James Stewart has posted a new essay that sheds renewed light on an often overlooked problem in international criminal law. Called "Overdetermined Atrocities," the essay was written for a special issue of the Journal of International Criminal Justice that is dedicated to its late founder, Judge and Professor Antonio Cassese.
In the essay, Stewart argues that the field has yet to confront a simple but profoundly disturbing paradox: since atrocities are committed by multiple individuals, the contribution rendered by any particular defendant is rarely a sine qua non of the crime's occurrence. Rather, it is almost always the case that the crime would have occurred anyway without the defendant's contribution, because others involved in the event would have fulfilled the tasks carried out by the defendant. Consequently, the defendant is not a "but-for" cause of the crime.
The philosophical literature has long battled this dilemma, which is referred to as the problem of overdetermination. The classic thought experiment involves a firing squad with 10 members who all perform an execution by shooting at the prisoner. Since the killing would have occurred anyway even if Person A had not participated in the execution, it is unclear whether Person A is an essential contributor to the event. In fact, this is precisely the reason why firing squads were designed in this matter; it was thought that it would alleviate the guilt of the executioners by making each feel that they were not truly responsible for the result.
Of course, this results in a paradox. If Person A is not responsible, then none of the others are responsible either because their situation is the same. Hence no one is responsible for the event. How can this be the case?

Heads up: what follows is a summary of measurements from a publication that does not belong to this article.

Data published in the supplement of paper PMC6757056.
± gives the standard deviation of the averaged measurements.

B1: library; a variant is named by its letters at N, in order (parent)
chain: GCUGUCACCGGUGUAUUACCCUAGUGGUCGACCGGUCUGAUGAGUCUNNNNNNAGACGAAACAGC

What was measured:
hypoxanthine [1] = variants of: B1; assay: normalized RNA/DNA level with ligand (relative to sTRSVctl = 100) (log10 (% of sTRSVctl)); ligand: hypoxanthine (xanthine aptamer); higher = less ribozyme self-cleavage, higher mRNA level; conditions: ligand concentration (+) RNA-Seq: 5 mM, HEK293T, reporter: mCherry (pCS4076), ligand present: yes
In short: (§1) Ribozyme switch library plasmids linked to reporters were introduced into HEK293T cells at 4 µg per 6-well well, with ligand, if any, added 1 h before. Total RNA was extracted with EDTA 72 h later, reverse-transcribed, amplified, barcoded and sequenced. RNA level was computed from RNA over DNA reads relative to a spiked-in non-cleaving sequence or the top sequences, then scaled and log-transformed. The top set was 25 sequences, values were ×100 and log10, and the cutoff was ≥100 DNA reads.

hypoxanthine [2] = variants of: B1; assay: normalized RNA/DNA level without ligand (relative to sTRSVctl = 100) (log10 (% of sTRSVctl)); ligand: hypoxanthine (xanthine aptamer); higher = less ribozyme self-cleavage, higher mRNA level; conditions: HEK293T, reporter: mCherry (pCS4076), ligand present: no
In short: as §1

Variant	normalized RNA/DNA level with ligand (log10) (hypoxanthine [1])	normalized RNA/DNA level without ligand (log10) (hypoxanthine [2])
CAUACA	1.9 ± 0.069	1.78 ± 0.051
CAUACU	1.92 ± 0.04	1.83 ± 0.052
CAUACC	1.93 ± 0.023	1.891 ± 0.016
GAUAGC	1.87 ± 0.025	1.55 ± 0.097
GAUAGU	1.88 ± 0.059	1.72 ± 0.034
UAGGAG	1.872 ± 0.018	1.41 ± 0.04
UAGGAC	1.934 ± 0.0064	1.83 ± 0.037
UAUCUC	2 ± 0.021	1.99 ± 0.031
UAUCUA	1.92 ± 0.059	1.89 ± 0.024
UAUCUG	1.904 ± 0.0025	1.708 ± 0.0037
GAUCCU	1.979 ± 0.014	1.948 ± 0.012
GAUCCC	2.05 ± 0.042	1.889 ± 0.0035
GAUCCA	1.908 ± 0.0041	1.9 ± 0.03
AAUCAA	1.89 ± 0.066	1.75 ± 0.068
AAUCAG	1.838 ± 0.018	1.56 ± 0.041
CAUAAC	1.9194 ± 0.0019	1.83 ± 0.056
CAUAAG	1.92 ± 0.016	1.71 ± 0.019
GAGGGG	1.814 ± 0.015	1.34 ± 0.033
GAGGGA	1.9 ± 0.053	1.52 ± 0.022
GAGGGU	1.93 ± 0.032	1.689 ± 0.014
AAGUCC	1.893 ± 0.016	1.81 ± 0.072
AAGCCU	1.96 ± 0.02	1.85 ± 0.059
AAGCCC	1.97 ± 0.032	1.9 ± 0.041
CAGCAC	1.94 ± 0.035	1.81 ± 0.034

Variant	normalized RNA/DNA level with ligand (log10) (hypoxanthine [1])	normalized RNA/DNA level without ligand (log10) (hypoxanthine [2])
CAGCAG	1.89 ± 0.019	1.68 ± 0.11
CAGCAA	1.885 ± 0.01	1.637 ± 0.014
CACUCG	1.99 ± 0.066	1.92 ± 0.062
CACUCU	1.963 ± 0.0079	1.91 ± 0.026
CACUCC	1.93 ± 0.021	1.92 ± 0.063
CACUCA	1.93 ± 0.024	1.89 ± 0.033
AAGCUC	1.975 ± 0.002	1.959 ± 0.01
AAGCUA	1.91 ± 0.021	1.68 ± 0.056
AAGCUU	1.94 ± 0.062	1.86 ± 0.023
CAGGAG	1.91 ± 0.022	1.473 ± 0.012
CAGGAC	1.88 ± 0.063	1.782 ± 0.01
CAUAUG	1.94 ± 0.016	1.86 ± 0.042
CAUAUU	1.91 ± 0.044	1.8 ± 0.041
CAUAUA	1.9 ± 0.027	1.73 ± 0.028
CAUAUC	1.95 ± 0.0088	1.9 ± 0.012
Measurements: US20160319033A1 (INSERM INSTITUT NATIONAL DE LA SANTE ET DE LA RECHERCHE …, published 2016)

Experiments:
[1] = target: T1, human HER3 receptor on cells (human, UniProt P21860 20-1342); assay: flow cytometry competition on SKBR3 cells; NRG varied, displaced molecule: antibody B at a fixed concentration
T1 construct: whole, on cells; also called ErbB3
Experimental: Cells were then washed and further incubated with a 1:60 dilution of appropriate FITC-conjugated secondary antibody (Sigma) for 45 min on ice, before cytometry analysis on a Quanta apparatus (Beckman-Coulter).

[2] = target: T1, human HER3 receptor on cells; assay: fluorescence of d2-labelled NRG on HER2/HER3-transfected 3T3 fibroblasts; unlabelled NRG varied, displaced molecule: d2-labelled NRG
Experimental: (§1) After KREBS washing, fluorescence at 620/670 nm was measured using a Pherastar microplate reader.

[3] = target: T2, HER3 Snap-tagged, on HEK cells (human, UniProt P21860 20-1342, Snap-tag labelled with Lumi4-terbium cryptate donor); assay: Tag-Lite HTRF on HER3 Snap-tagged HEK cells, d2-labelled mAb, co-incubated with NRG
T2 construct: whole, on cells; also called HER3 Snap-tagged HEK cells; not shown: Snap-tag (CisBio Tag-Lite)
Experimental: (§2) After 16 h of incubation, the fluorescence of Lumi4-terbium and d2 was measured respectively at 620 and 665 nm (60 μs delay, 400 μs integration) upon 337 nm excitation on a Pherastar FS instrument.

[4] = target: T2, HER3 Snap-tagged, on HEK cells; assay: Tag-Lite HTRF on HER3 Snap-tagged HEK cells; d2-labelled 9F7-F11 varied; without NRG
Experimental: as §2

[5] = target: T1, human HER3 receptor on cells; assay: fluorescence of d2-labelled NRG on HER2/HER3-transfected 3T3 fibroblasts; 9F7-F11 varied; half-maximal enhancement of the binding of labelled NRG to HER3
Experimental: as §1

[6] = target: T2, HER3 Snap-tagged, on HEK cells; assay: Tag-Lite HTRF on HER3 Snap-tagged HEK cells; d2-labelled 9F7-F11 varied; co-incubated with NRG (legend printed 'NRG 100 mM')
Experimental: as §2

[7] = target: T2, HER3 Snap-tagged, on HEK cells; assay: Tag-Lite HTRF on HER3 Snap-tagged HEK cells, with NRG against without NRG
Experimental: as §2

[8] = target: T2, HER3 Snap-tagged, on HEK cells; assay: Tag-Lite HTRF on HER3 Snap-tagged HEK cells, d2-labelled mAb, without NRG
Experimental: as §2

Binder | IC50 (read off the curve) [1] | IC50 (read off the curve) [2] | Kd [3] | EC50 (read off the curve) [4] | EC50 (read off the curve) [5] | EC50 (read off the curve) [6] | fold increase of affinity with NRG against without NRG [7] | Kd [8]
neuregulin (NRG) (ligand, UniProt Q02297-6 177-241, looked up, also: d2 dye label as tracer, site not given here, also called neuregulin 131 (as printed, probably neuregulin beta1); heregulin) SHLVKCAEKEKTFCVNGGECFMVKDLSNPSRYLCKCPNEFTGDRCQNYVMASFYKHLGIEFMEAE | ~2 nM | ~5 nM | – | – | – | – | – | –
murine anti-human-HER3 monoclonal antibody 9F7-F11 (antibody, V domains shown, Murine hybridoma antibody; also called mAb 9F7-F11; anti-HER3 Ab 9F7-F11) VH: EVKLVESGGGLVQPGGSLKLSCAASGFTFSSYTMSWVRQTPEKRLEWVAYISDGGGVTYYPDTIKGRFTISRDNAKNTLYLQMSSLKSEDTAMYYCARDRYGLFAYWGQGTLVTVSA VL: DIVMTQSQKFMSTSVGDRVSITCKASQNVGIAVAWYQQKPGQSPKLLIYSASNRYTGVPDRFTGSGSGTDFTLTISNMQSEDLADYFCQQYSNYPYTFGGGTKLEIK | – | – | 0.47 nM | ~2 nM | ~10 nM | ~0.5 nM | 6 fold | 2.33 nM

I urge readers to read Stewart's essay to evaluate his own preferred solution to the problem. Here I want to concentrate on one element of the issue as it pertains to current doctrine at the ICC. The doctrines of indirect perpetration and indirect co-perpetration require that the defendant make an essential contribution to the collective crime in order for liability to attach to the defendant. As many scholars have noted, this yields a problem about the level of description. If the defendant had not participated, a resulting crime would no doubt have occurred, but it would be slightly different from the crime that had occurred with the defendant's participation. Should we call this the same crime or a different crime? What is the line between the same crime and a "new" crime? And does this exercise in description have normative significance for criminal responsibility? It would be strange to think that responsibility should track this linguistic exercise.
The ICC might eventually revisit this issue. For now, I would simply note that the Office of the Prosecutor has argued to the court that the "essential contribution" standard for indirect perpetration liability should be dropped in favor of a "substantial contribution" standard. This would avoid the "sine qua non" problem of description that I have just elucidated, but the question is whether the substantial contribution requirement is strict enough. Is simply removing the standard of the "essential contribution"and appropriate way of resolving ambiguities about how it should be applied?